These optimizations are high-level transformations on our HLDS (high-level data structure).
Disable all forms of inlining.
Disable the inlining of simple procedures.
Generate builtins (e.g. arithmetic operators) as calls to out-of-line procedures. This is done by default when debugging, as without this option the execution of builtins is not traced.
Disable the inlining of procedures called only once.
Inline a procedure if its size (measured roughly in terms of the number of connectives in its internal form), multiplied by the number of times it is called, is below the given threshold.
Inline a procedure if its size is less than the given threshold.
Similar to –inline-simple-threshold, except used to determine which predicates should be included in ‘.opt’ files. Note that changing this between writing the ‘.opt’ file and compiling to C may cause link errors, and too high a value may result in reduced performance.
Don’t inline a call if it would result in a procedure containing more than threshold variables. Procedures containing large numbers of variables can cause slow compilation.
Given a set of mutually recursive procedures (an SCC, or strongly connected component, of the call graph) in which each procedure contains exactly tail call to a procedure in the SCC, so that the tail recursive calls form a linear chain through the SCC, inline the callee at every one of those mutually tail recursive call sites. This converts mutual tail recursion into self tail recursion, which the MLDS backend can turn into code that runs in constant stack space.
Optimize loop invariants by moving computations within a loop that are the same on every iteration to the outside so they are only calculated once.
Disable optimization of common term structures.
Enable the constraint propagation transformation, which attempts to transform the code so that goals which can fail are executed as early as possible.
Enable the constraint propagation transformation, but only rearrange goals within each procedure. Specialized versions of procedures will not be created.
Don’t migrate builtin goals into branched goals.
Remove unused predicate arguments. The compiler will generate more efficient code for polymorphic predicates.
Perform unused argument removal across module boundaries. This option implies ‘--optimize-unused-args’ and ‘--intermodule-optimization’.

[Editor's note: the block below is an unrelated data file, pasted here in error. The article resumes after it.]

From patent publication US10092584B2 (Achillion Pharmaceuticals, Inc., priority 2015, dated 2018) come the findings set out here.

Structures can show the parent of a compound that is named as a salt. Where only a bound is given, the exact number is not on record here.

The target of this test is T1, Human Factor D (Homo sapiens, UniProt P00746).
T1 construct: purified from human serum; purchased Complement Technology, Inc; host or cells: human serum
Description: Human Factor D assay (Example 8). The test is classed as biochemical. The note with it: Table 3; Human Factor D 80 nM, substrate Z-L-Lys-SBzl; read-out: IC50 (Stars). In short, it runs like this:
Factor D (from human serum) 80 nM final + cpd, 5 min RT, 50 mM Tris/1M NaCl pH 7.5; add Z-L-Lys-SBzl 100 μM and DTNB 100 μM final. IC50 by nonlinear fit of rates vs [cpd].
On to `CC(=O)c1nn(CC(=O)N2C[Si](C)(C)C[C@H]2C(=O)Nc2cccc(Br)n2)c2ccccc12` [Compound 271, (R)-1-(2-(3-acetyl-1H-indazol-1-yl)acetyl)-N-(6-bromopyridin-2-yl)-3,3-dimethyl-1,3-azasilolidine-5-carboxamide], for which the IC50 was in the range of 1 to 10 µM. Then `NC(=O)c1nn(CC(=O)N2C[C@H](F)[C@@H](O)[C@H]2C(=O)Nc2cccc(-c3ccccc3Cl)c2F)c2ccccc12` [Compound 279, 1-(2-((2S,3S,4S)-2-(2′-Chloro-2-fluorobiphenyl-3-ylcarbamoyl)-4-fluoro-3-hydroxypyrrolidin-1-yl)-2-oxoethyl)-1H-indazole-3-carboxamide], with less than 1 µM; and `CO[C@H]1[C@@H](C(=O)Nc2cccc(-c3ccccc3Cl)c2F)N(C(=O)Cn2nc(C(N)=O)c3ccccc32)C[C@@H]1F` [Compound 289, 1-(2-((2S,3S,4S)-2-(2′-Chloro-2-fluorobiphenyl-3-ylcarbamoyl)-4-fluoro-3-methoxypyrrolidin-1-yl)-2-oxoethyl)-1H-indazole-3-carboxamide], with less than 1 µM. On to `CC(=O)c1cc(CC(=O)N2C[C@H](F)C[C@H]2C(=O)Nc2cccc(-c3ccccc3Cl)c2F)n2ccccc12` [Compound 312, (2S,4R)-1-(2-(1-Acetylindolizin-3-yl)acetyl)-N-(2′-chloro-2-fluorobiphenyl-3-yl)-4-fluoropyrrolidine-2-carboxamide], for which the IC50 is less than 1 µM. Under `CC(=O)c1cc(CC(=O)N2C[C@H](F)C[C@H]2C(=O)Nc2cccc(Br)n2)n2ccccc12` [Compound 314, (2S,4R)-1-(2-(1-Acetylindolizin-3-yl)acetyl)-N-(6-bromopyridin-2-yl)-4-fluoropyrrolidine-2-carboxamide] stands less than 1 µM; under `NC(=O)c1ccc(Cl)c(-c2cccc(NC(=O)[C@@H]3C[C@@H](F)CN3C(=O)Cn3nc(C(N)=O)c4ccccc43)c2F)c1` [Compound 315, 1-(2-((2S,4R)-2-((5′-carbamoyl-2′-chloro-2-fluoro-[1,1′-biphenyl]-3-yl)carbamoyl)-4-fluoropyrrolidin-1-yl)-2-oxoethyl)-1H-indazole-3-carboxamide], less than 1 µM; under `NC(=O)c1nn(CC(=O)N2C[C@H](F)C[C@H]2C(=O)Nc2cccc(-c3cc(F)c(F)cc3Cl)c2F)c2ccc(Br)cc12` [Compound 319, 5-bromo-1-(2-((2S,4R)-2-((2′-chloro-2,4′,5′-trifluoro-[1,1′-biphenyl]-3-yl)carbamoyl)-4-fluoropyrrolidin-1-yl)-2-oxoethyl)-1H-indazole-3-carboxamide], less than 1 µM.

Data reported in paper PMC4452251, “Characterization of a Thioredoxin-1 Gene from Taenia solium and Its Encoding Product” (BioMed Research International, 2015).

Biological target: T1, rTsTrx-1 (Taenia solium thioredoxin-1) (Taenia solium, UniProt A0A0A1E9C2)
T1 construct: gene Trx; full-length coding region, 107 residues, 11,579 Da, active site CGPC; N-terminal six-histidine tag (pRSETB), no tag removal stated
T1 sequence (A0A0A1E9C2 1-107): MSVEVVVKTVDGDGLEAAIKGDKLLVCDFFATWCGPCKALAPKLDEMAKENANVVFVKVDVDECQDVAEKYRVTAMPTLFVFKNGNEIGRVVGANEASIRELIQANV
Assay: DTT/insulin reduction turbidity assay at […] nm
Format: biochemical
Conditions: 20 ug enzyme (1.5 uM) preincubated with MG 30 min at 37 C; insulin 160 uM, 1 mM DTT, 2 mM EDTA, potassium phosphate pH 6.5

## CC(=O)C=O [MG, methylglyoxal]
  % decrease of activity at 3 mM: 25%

Remove goals from computation paths where their outputs are not needed, provided the language semantics options allow the deletion or movement of the goal.
Gives the maximum number of places to which a goal may be copied when removing it from computation paths on which its outputs are not needed. A value of zero forbids goal movement and allows only goal deletion; a value of one prevents any increase in the size of the code.
Specialize calls to higher-order predicates where the higher-order arguments are known.
Specialize calls to polymorphic predicates where the polymorphic types are known.
Enable specialization of polymorphic predicates for which there are ‘pragma type_spec’ declarations. See the “Type specialization” section in the “Pragmas” chapter of the Mercury Language Reference Manual for more details.
Set the maximum goal size of specialized versions created by ‘--optimize-higher-order’ and ‘--type-specialization’. Goal size is measured as the number of calls, unifications and branched goals.
Set the maximum size of higher-order arguments to be specialized by ‘--optimize-higher-order’ and ‘--type-specialization’.
Evaluate constant expressions at compile time.
Attempt to introduce accumulating variables into procedures, so as to make the procedure tail recursive.
Enable the optimization of “last” calls that are followed by constructor application.
Enable dead procedure elimination.
Remove excess assignment unifications.
Do not attempt to interpret the format string in calls to string.format and related predicates at compile time; always leave this to be done at runtime.
Optimize away multiple calls to a predicate with the same input arguments.
Reorder goals to move construction unifications after primitive goals that can fail.
Minimize the number of variables that have to be saved across calls.
Enable deforestation. Deforestation is a program transformation whose aim is to avoid the construction of intermediate data structures and to avoid repeated traversals over data structures within a conjunction.
Specify a depth limit to prevent infinite loops in the deforestation algorithm. A value of -1 specifies no depth limit. The default is 4.
Specify a rough limit on the number of variables in a procedure created by deforestation. A value of -1 specifies no limit. The default is 200.
Specify a rough limit on the size of a goal to be optimized by deforestation. A value of -1 specifies no limit. The default is 15.
Try to identify those procedures that cannot throw an exception. This information can be used by some optimization passes.
Enable trail usage analysis. Identify those procedures that will not modify the trail. This information is used to reduce the overhead of trailing.
Identify those goals that do not calls procedures that are evaluated using minimal model tabling. This information is used to reduce the overhead of minimal model tabling.